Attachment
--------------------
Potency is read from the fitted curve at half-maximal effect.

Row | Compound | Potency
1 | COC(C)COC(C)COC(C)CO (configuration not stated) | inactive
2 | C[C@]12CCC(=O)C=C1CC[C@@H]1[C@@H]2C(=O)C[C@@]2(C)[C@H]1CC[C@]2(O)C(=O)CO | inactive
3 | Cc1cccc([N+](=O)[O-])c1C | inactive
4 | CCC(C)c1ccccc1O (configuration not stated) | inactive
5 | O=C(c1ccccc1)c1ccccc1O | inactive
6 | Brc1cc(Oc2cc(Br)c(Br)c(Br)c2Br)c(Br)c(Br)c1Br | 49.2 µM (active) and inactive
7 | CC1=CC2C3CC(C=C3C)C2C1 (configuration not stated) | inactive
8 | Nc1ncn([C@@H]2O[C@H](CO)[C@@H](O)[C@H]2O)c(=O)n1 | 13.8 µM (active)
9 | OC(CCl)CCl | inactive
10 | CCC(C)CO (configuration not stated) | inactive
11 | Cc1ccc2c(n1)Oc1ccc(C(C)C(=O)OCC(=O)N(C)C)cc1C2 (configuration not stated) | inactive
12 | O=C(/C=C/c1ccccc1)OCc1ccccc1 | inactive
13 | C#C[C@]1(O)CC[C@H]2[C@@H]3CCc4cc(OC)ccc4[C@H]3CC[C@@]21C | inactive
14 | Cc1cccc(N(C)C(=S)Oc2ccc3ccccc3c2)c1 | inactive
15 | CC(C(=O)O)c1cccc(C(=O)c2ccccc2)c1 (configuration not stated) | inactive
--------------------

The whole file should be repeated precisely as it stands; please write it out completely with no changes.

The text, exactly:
Potency is read from the fitted curve at half-maximal effect.

Row | Compound | Potency
1 | COC(C)COC(C)COC(C)CO (configuration not stated) | inactive
2 | C[C@]12CCC(=O)C=C1CC[C@@H]1[C@@H]2C(=O)C[C@@]2(C)[C@H]1CC[C@]2(O)C(=O)CO | inactive
3 | Cc1cccc([N+](=O)[O-])c1C | inactive
4 | CCC(C)c1ccccc1O (configuration not stated) | inactive
5 | O=C(c1ccccc1)c1ccccc1O | inactive
6 | Brc1cc(Oc2cc(Br)c(Br)c(Br)c2Br)c(Br)c(Br)c1Br | 49.2 µM (active) and inactive
7 | CC1=CC2C3CC(C=C3C)C2C1 (configuration not stated) | inactive
8 | Nc1ncn([C@@H]2O[C@H](CO)[C@@H](O)[C@H]2O)c(=O)n1 | 13.8 µM (active)
9 | OC(CCl)CCl | inactive
10 | CCC(C)CO (configuration not stated) | inactive
11 | Cc1ccc2c(n1)Oc1ccc(C(C)C(=O)OCC(=O)N(C)C)cc1C2 (configuration not stated) | inactive
12 | O=C(/C=C/c1ccccc1)OCc1ccccc1 | inactive
13 | C#C[C@]1(O)CC[C@H]2[C@@H]3CCc4cc(OC)ccc4[C@H]3CC[C@@]21C | inactive
14 | Cc1cccc(N(C)C(=S)Oc2ccc3ccccc3c2)c1 | inactive
15 | CC(C(=O)O)c1cccc(C(=O)c2ccccc2)c1 (configuration not stated) | inactive